Colliers International conducted a survey Global Investor Sentiment Survey among those involved in the property industry - private and institutional investors from around the world. Questions were related to plans and expectations for the real estate market within the next 12 months and more. 2013 will be characterized by the expansion and development of foreign investment. The biggest obstacle is the lack of high-quality properties in good locations, and poor access to finance.
Tony Horrell, CEO of Colliers International in the UK and Ireland, says: Key investors have become more selective when it comes to the location of new investments. First they focus on the study of the local market and while planning investment in other countries, they try to target a specific sector. The survey also showed that the availability of debt financing will continue to be problematic, especially in the EMEA region, due to the strict conditions imposed by the banks and financial institutions and a low LTV ratio. There is therefore room for new financing providers, such as insurance companies. We anticipate a return to mezzanine financing. As a result, we expect greater activity on the part of specialized debt funds, expecting higher returns on investment than those achievable in the real estate sector.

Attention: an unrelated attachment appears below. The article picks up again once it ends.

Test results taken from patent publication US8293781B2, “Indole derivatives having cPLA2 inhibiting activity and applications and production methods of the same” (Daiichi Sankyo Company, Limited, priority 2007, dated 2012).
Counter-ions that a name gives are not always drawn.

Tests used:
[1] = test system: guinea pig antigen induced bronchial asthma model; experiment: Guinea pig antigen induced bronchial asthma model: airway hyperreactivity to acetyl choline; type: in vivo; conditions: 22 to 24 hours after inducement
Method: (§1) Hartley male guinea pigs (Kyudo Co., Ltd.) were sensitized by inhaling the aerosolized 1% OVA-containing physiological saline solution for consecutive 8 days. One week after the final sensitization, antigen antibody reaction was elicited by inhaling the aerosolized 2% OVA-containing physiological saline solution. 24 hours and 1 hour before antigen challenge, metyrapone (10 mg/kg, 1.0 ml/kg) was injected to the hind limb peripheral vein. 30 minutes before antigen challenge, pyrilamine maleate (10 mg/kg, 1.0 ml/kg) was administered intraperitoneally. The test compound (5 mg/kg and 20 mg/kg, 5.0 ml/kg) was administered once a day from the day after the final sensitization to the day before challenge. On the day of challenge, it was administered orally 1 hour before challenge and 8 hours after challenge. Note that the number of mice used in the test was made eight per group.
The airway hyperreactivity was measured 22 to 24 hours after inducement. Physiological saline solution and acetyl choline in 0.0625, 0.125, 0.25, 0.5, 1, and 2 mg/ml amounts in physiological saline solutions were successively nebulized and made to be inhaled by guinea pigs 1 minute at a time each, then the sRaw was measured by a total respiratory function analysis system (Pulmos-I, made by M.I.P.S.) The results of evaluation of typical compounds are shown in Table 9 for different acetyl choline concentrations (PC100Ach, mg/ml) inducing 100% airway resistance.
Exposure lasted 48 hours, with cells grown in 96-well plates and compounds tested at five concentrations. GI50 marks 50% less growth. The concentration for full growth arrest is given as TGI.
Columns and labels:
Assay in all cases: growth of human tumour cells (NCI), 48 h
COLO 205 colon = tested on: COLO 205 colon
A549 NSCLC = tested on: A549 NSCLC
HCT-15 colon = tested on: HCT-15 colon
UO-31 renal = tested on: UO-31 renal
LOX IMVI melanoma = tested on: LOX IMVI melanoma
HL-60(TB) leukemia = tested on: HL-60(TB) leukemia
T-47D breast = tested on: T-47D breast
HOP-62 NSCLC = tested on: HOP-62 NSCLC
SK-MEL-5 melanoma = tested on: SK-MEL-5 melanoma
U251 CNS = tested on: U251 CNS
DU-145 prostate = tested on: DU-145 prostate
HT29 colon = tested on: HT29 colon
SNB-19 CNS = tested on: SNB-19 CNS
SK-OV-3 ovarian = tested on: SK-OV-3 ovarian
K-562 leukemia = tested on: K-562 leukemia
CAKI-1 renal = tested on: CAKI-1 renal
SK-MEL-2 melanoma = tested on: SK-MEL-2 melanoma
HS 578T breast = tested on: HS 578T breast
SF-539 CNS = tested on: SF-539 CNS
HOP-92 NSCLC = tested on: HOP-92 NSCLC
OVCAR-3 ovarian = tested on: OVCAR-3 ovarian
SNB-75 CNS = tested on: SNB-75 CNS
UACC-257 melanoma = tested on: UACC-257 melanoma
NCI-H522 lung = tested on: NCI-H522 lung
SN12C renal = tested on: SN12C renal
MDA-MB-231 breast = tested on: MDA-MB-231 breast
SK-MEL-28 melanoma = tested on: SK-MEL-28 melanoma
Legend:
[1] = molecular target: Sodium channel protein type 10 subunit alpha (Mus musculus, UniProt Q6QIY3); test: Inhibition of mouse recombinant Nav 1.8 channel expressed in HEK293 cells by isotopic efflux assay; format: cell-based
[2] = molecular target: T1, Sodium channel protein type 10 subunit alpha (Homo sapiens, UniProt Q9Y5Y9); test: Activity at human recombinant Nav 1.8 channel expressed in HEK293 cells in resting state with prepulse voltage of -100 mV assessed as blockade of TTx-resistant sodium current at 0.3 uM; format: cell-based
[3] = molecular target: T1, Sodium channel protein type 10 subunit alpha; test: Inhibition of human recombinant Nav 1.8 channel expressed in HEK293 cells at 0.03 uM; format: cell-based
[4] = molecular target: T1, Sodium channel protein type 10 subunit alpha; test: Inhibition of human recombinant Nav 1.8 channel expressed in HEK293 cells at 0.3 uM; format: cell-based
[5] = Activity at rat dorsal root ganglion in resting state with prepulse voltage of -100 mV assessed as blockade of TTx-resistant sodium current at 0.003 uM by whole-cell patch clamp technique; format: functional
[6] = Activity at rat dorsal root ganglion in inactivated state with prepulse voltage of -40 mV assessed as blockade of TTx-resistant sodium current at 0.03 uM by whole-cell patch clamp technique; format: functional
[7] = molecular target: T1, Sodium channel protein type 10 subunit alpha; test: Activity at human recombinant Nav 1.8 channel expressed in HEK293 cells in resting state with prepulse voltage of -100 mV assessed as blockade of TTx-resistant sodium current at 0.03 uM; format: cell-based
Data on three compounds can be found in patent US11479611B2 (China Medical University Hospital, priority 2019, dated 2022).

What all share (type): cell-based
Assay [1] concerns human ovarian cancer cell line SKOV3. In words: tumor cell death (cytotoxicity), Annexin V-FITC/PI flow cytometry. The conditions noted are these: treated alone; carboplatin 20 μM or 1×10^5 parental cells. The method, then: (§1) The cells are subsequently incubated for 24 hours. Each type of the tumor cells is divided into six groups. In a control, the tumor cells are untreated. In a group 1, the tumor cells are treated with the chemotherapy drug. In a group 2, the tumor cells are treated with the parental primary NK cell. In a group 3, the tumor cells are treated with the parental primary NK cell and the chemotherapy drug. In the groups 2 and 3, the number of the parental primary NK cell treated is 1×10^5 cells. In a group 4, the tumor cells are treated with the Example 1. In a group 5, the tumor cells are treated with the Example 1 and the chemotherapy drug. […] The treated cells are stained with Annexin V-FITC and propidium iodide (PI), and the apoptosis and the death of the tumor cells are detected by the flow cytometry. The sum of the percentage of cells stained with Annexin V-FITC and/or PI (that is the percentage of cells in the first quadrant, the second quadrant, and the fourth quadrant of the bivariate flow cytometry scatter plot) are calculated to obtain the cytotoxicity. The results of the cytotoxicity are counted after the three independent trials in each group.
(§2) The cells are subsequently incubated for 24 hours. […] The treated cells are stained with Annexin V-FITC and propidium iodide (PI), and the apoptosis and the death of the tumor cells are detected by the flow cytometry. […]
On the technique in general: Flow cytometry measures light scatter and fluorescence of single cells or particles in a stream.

According to the survey, in 2013 there will be a slow but steady increase in the volume of foreign investment. Investors from Asia, Latin America and the EMEA region had the greatest access to capital from outside their regions. The most attractive investment market on a global scale is the United States, followed by Asia and Western Europe, especially London, Paris and the leading German cities.
Real estate investors primarily choose the "safe" markets such as London, Paris, Frankfurt, Hamburg, Munich and New York. In global terms, investors are most interested in the office space market. In the United States and Latin America they focus on the logistics sector, while in Australia, Canada and New Zealand the focus is on shopping centers.
In the EMEA region, most investors believe that the current period is a good moment for investments. International actors prefer to invest in London. In Poland, the volume of transactions by the end of 2012 could reach 2.5 billion Euros, which is the same as last year. It is not the value that puts our country in the forefront of other markets of the EMEA, but it should be noted that the Polish market has potential. Interest in Poland is shown particularly by investors from the United States, the Middle East, Asia and Europe.
Commenting on the future, Tony Horrell says: In the next year we will see an increase in the number of institutions offering finance investments and mezzanine funds, partially filling the gap left by retreating from certain projects by commercial banks.2013 will be a time of rebuilding, with a moderate increase, of the number of investments and improved sentiment among investors.
The full version of the report in PDF format below.Download PDF